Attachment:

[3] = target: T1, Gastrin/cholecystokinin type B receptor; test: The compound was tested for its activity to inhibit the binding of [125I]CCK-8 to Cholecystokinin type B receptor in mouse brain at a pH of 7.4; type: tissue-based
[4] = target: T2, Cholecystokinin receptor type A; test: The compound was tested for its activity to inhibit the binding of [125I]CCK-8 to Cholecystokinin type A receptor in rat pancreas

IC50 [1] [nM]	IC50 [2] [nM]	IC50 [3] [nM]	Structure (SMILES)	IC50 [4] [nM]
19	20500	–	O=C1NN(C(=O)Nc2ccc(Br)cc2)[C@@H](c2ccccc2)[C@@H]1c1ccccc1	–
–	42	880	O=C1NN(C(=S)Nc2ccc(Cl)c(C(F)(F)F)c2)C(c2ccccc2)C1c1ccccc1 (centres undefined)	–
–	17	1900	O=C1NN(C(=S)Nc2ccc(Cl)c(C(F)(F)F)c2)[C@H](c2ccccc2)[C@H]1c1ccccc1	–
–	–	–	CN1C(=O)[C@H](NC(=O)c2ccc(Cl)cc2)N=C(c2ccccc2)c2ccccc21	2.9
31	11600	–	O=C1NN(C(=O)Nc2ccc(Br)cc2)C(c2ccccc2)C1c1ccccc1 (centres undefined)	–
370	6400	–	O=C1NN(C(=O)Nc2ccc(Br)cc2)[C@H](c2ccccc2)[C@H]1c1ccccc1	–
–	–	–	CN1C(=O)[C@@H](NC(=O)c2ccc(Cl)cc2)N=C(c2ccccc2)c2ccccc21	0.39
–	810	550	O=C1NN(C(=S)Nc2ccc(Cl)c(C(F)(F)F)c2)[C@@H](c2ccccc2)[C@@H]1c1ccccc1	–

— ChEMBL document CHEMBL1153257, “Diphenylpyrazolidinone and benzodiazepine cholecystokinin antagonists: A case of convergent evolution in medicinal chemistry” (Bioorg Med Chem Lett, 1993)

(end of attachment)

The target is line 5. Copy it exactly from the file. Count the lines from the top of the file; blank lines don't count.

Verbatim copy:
–	42	880	O=C1NN(C(=S)Nc2ccc(Cl)c(C(F)(F)F)c2)C(c2ccccc2)C1c1ccccc1 (centres undefined)	–